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A thoroughly nautical question for salty Jetblasters.

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A thoroughly nautical question for salty Jetblasters.

Old 17th May 2020, 19:07
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A thoroughly nautical question for salty Jetblasters.

Can someone answer me this please? With reference to ships, whenever a telly prog is on and it refers to a ships weight, it is stated in several in several different ways, i.e. displacement, gross tonnage, etc., but what I want to know is, if the ship were to be taken out of the water and placed on some weighing scales, what term is used for whatever the scales show?
Thank you.
N.Z.
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Old 17th May 2020, 19:10
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Heavy

I will get my coat and leave.
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Old 17th May 2020, 19:19
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Before anybody who knows about the subject posts an answer, my guess is displacement.
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Old 17th May 2020, 19:22
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Lightweight tonnage.

Here you go:

Courtesy of Google:

Ship Tonnage

IG
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Old 17th May 2020, 20:05
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Nett displacement without passengers or cargo.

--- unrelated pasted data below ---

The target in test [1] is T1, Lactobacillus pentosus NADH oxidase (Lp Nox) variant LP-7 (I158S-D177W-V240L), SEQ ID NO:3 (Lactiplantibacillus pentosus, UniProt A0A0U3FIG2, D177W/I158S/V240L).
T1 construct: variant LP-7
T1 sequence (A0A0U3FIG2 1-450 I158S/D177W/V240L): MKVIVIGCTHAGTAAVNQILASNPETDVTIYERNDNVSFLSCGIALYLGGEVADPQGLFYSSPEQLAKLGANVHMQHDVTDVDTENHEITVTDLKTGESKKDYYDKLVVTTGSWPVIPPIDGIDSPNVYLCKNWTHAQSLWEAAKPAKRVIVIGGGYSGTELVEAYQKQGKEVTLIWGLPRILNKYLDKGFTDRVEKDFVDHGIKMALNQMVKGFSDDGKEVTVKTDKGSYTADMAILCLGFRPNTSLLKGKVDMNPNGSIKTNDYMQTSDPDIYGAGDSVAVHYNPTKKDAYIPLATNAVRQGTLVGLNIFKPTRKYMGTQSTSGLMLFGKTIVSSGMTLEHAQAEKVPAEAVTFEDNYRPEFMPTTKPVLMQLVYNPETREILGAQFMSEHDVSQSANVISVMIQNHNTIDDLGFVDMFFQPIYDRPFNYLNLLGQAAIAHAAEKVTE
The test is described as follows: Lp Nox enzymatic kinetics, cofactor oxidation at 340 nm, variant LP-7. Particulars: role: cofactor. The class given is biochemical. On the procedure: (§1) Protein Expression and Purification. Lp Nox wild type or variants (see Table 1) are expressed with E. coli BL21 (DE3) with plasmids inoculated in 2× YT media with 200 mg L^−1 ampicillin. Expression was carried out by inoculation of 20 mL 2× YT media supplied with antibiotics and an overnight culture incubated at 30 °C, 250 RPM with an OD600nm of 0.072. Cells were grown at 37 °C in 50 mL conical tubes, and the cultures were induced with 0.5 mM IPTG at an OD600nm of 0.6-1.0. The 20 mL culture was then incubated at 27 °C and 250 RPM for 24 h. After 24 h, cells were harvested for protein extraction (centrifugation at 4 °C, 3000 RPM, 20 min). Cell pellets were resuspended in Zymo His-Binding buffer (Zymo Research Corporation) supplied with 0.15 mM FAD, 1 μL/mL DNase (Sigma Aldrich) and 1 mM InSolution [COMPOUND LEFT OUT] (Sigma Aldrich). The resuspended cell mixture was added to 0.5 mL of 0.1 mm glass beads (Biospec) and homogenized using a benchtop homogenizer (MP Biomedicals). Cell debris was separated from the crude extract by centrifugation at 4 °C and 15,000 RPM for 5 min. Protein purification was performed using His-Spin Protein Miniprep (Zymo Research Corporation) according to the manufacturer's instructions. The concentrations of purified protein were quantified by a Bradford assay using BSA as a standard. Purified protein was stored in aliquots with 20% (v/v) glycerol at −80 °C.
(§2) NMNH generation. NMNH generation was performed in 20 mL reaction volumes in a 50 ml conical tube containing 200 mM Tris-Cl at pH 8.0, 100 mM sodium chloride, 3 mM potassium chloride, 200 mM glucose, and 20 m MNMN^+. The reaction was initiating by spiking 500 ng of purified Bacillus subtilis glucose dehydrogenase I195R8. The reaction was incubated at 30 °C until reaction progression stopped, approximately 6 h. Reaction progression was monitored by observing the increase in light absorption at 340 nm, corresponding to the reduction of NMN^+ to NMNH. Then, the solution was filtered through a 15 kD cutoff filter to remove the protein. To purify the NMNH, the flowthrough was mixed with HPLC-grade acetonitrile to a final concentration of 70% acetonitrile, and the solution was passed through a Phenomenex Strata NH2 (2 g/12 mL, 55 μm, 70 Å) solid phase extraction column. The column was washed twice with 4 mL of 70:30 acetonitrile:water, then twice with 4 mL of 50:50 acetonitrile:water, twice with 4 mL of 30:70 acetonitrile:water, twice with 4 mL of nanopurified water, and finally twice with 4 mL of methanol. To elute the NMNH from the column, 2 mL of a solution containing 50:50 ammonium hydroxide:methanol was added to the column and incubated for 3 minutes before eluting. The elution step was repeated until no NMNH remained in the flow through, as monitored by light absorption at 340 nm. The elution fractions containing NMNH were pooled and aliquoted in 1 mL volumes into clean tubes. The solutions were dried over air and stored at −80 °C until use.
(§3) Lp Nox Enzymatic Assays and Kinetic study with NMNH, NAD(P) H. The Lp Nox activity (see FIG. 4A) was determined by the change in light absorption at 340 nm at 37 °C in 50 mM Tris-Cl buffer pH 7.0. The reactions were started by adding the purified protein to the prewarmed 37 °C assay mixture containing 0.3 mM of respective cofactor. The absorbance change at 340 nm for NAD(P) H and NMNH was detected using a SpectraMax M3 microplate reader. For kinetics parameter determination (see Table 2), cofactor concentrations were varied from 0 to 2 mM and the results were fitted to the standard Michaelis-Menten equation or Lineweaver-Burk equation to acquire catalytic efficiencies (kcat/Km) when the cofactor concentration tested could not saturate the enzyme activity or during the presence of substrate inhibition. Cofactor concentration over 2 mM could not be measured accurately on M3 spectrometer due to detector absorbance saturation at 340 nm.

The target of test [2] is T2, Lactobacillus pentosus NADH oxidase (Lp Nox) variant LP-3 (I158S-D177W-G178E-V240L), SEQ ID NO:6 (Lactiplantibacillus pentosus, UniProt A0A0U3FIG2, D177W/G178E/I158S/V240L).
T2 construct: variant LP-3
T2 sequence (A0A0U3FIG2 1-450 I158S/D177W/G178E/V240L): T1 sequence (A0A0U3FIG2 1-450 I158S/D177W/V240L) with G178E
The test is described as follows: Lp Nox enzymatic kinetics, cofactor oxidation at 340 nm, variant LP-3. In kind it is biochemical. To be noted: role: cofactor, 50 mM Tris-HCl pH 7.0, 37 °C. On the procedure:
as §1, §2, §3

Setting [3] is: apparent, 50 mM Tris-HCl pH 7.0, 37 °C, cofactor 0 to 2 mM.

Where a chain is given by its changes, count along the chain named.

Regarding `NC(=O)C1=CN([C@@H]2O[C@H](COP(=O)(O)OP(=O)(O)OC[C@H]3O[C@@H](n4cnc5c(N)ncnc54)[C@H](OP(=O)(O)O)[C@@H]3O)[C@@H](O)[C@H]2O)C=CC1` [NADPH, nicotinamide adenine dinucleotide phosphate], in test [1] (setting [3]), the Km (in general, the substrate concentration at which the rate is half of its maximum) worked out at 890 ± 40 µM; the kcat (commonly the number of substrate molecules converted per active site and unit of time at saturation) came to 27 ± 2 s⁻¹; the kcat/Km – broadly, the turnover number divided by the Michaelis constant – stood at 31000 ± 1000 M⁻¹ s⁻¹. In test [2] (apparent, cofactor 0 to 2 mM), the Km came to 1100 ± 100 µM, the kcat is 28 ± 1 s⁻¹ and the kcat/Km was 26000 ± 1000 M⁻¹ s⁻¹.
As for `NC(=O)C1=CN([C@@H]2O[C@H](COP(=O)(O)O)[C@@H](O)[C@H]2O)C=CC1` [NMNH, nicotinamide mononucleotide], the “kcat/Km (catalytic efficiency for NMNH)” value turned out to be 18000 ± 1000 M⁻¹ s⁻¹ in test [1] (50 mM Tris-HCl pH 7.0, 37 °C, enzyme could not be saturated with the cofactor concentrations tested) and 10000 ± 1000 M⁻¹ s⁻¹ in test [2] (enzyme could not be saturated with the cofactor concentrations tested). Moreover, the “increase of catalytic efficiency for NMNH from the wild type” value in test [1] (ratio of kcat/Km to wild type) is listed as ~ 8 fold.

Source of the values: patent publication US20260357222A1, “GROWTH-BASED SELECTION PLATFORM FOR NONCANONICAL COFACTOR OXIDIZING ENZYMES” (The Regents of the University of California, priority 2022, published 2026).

Gross displacement with cargo and/or passengers.
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Old 17th May 2020, 21:07
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Archimedes, innit.....
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Old 17th May 2020, 21:35
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Invariably displacement for warships.

Jack
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Old 18th May 2020, 00:14
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Thanks for the info, guys (and guyesses?)
Spot on Imagegear!
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Old 18th May 2020, 00:24
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The same? Hah, but wait a moment. You measure the weight of the displaced water, but where is it now? If it has spilled over to another container, then the ship will be at a slightly different height than if it was still surrounding it and the world's seas had gone up a bit. If so, the gravitational attraction will differ in the calculation by the difference in r, the Earth's radius.

Why not just weigh the darn thing?

The fact is, I've never understood why they use displacement, despite drinking with two sea captains for years.
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Old 18th May 2020, 05:04
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It is a measure of the number of tuns of wine the ship could carry.

1 tun ≡ 2 butts or pipes
≡ 3 puncheons or tertians
≡ 4 wine hogsheads[6]
≡ 6 tierces
≡ 8 wine barrels
≡ 14 rundlets
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Old 18th May 2020, 08:29
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Gross and net tonnages are volumes and measure the vessels carrying capacity. The wieght of a. Ship is the displacement.
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Old 18th May 2020, 09:15
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Originally Posted by Loose rivets View Post
The same? Hah, but wait a moment. You measure the weight of the displaced water, but where is it now? ....The fact is, I've never understood why they use displacement, despite drinking with two sea captains for years.